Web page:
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Barbara
Barbara, Enrolled Agent
Category: Tax
Satisfied Customers: 3282
Experience:  18+ years of experience in tax preparation; 25+ years of experience as a real estate/corporate paralegal.
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What happens when I make $50,000 off the sale of my house?

Customer Question

What happens when I make $50,000 off the sale of my house? With my taxes?
Submitted: 1 year ago.
Category: Tax
Expert:  Robin D. replied 1 year ago.

Hello,

If you have a gain of $50,000 from selling your own home (a house that you have owned and lived in for 2 of the last 5 years before you sell) you would not have to pay tax on the $50,000 because of teh Exclusion form Gain on Main Home Law.

If you have not owned and lived in the house that long you might still be able to exclude some of the gain if you had to move and sell because of a special reason.

Expert:  Robin D. replied 1 year ago.

Please let me know if you need clarification.

Expert:  Barbara replied 1 year ago.
Different expert here - My name is ***** ***** please allow me to provide you with some additional information you will find helpful.
If you have sold your main home (primary residence), you are not required to report the sale on your tax return UNLESS you receive a Form 1099-S from the title company/closing agent. (The title company/closing agent should have done its due diligence by asking you if the home was your primary residence prior to the closing.)
As mentioned above, there is a sale of home exclusion of up to $250,000 (if you file single) and $500,000 (if you file married filing jointly). The only requirements are that you owned and lived in the home for 2 of the last 5 years.
In other words, UNLESS you received a 1099-S, you do not report the sale and you do not pay any taxes on the $50,000.
Please let me know if you require further information.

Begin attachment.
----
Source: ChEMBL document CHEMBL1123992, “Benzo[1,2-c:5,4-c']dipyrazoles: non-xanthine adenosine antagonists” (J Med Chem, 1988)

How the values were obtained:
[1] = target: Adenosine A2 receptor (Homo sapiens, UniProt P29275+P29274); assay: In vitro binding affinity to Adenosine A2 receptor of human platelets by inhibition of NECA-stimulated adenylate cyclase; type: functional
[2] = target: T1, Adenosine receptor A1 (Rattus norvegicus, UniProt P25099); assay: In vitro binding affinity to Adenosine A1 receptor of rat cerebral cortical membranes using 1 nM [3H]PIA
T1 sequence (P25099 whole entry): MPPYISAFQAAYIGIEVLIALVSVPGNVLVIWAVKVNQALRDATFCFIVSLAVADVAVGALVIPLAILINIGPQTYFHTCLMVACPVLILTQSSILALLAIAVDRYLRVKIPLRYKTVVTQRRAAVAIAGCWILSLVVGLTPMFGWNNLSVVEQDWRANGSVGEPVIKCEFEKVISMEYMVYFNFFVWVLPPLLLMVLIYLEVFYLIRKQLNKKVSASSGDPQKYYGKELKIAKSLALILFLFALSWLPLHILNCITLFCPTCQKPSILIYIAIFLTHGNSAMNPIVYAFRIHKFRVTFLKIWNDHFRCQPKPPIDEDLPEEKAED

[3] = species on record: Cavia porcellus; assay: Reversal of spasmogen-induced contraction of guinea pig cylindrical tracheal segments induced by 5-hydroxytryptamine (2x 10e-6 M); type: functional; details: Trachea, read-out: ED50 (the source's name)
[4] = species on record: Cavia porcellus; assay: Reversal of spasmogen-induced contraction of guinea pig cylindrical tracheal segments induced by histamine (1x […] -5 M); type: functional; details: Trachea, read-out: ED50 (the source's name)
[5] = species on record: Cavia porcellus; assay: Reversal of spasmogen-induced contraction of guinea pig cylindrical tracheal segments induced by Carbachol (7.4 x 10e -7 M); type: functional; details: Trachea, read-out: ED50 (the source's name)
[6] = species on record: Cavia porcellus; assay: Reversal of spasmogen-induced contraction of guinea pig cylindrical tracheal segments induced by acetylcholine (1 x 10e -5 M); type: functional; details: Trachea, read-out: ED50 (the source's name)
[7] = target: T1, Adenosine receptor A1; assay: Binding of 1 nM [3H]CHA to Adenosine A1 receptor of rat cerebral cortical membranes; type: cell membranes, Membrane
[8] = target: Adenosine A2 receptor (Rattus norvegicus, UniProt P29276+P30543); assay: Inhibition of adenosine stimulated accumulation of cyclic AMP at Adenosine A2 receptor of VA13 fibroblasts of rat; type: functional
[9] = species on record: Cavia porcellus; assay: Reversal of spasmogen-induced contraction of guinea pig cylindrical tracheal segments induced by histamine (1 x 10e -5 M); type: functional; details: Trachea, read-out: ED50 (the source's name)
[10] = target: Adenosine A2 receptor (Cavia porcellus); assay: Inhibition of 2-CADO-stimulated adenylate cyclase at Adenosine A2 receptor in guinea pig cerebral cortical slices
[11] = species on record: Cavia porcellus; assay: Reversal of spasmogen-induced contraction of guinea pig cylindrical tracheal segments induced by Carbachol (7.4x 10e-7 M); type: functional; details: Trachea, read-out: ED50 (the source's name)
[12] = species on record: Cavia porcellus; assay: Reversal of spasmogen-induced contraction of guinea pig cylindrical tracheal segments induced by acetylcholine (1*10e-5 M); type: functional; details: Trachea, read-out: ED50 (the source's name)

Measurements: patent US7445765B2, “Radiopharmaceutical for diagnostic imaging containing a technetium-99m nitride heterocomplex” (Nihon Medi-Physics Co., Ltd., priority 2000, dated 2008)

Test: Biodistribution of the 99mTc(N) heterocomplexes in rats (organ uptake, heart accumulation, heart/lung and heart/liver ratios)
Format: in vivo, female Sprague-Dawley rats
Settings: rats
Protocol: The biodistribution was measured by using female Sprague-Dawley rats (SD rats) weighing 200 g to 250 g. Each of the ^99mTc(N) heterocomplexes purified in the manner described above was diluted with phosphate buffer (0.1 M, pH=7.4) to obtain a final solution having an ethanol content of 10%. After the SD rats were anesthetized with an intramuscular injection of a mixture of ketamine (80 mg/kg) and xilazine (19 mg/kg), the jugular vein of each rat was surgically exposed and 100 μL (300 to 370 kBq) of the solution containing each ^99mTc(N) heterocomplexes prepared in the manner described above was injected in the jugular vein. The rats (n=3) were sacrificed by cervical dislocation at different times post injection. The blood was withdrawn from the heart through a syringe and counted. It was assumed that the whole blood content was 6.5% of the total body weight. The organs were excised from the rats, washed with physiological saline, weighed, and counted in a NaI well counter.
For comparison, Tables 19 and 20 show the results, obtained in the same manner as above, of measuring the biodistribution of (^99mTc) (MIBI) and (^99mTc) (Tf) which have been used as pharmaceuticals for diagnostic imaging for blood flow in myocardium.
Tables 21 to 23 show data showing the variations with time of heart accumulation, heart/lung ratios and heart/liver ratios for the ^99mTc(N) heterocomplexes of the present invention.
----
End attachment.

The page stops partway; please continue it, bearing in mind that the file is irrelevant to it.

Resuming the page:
Thank you and best regards,
Barb
Expert:  Robin D. replied 1 year ago.

Hello (original expert here)

I must disagree with some the information added in the above additional post.

Actually the IRS states:
Determine whether you need to report the gain from your home. You need to report the gain if ANY of the following is true.

You have taxable gain on your home sale (or on the residential portion of your property if you made separate calculations for home and business) and do not qualify to exclude.

  • You received Form 1099-S. If so, you must report the sale even if you have no taxable gain to report.

  • You wish to report your gain as taxable gain even though some or all of it is eligible for exclusion. You may wish to do this if, for example, you plan to sell another property that qualifies as a home within the next two years, and that property is likely to have a larger gain. If you choose to report, rather than exclude, your taxable gain, you can go back later and undo that choice by filing an amended return, but only within 3 calendar years after the year of sale.


  • Under the first bullet above you may not receive a 1099S but you know you do not meet the requirements so you would still need to report the sale. It would be incorrect to leave you with the possible impression that, just because no one else reports income to the IRS a taxpayer may have been paid, there is therefore no requirement on the taxpayer to report it either.
    Expert:  Barbara replied 1 year ago.
    2nd expert here - my post to this thread was to alert you to the fact that there may be a reporting requirement on your tax return even though you have no tax liability.
    The sentence in my original answer should have read "In other words, UNLESS you received a 1099-S for the sale of your primary residence, you do not report the sale and you do not pay any taxes on the $50,000."
    I apologize for any confusion or inconvenience caused by the multiple posts.
    Best regards,
    Barb